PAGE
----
The application of techniques to analyze sustainability in the life cycle of small-span bridge superstructures is presented in this work. The objective was to obtain environmental and economic indicators for integration into the decision-making process to minimize the environmental impact, reduce resource consumption and minimize life cycle costs. Twenty-seven configurations of small-span bridges (6 to 20 m) of the following types were analyzed: steel-concrete composite bridges, cast in situ reinforced concrete bridges, precast bridges and prestressed concrete bridges, comprising a total of 405 structures. Environmental impacts and costs were quantified via life cycle environmental assessment and life cycle cost analysis following the boundaries of systems from the extraction of materials to the end of bridge life ("from cradle to grave"). In general, the results indicated that the environmental performance of the bridges was significantly linked to the material selection and bridge configuration. In addition, the study enabled the identification of the products and processes with the greatest impact in order to subsidize the design of more sustainable structures and government policies.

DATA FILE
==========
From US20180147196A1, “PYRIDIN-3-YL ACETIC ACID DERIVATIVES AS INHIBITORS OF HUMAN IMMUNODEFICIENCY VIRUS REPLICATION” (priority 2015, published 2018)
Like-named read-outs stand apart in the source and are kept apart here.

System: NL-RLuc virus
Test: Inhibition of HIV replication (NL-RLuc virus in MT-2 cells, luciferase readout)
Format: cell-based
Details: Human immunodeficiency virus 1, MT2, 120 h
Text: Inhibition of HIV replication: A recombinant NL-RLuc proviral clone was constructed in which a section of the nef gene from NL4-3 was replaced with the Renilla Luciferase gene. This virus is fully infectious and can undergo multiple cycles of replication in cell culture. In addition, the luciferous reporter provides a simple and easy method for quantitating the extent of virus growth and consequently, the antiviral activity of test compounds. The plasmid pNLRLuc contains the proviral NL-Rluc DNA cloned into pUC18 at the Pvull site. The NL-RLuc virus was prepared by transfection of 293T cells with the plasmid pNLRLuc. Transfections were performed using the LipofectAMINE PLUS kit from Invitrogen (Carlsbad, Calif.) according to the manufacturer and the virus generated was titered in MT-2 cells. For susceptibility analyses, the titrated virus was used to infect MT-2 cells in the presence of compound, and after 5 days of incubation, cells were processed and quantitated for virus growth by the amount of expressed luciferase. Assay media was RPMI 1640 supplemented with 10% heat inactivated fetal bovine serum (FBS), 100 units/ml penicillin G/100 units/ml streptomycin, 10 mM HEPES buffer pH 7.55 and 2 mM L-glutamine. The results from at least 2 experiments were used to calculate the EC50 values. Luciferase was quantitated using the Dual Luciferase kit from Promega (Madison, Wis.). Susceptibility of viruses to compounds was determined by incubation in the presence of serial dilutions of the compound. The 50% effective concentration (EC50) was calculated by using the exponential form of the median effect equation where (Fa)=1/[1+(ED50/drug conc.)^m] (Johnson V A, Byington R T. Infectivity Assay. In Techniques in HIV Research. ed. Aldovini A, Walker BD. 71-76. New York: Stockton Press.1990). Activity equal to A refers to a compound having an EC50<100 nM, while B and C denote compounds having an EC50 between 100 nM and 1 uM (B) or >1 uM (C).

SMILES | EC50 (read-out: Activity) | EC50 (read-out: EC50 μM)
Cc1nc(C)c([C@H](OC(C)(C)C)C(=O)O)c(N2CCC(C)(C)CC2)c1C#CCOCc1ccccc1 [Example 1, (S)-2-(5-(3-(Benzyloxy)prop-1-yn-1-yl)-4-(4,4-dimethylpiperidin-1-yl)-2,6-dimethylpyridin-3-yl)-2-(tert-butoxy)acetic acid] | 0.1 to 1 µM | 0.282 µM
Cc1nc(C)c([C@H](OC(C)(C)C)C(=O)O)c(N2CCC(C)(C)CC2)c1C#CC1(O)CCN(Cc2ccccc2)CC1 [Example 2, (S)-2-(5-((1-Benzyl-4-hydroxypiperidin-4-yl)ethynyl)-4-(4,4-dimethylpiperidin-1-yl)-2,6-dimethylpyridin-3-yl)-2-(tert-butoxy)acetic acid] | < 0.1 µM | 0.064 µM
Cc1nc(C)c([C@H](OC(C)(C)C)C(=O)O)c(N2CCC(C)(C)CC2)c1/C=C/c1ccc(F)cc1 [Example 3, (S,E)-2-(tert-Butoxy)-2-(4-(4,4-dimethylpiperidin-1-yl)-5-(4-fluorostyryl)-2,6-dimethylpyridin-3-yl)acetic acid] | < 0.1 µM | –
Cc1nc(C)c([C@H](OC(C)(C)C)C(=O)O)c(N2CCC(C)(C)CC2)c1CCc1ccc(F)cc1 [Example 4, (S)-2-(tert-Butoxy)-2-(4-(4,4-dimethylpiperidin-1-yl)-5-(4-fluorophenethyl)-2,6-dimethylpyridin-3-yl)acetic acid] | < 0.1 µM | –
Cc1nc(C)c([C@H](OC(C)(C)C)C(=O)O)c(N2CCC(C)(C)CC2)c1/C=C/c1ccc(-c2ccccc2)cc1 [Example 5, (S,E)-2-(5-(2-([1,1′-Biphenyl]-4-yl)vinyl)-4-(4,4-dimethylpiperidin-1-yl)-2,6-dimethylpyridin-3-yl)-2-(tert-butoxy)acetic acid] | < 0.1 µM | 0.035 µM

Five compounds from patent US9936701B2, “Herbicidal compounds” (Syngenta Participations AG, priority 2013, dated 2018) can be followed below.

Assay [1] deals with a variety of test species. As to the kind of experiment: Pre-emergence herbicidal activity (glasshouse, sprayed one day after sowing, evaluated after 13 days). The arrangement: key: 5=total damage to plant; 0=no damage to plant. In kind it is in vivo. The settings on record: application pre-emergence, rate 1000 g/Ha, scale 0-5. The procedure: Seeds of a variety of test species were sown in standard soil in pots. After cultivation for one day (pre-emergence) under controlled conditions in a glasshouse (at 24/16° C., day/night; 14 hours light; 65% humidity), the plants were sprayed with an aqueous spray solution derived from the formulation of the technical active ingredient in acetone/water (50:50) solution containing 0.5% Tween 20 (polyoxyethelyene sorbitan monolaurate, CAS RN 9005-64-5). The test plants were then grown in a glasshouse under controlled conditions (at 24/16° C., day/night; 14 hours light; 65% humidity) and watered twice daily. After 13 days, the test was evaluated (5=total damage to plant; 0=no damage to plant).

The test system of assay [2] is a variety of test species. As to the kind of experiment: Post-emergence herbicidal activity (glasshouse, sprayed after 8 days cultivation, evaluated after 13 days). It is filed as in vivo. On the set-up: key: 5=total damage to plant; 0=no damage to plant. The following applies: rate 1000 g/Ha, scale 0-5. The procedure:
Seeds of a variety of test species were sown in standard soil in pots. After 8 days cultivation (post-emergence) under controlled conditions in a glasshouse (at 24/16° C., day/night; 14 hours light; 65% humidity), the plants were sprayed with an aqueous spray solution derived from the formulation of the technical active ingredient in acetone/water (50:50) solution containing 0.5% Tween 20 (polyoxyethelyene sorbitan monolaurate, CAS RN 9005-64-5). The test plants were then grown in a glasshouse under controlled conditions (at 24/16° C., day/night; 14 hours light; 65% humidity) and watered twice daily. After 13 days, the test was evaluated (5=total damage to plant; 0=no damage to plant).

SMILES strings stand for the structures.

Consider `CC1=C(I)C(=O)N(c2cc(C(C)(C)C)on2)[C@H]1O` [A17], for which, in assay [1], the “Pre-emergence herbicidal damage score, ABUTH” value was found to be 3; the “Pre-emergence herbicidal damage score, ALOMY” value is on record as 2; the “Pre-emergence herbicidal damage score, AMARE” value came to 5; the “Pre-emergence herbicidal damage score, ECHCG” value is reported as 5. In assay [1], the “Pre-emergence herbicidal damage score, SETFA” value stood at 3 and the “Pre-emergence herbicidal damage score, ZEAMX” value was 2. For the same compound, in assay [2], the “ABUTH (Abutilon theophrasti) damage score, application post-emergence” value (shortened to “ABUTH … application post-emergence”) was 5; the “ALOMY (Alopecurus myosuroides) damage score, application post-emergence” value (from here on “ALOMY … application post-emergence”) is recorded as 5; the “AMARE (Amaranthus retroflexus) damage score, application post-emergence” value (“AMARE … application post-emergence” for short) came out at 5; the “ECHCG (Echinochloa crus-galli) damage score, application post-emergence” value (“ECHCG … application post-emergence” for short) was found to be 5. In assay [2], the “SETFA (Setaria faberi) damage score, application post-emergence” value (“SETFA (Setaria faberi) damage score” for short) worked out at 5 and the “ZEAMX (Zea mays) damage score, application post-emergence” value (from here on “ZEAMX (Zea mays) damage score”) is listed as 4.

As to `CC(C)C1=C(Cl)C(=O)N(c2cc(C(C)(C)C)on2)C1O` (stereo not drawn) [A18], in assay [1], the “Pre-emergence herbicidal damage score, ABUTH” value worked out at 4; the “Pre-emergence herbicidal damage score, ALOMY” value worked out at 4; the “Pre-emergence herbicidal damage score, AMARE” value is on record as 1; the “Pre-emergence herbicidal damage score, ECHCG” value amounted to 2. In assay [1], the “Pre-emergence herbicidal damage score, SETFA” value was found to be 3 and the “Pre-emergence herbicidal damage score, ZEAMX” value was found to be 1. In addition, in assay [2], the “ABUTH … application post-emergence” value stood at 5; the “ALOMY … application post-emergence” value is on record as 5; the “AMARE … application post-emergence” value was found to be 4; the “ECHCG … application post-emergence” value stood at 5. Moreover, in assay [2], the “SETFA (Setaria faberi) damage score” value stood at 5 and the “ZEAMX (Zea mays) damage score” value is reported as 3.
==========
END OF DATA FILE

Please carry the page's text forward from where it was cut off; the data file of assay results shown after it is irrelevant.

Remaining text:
Keywords: bridges; design; life cycle assessment; sustainability.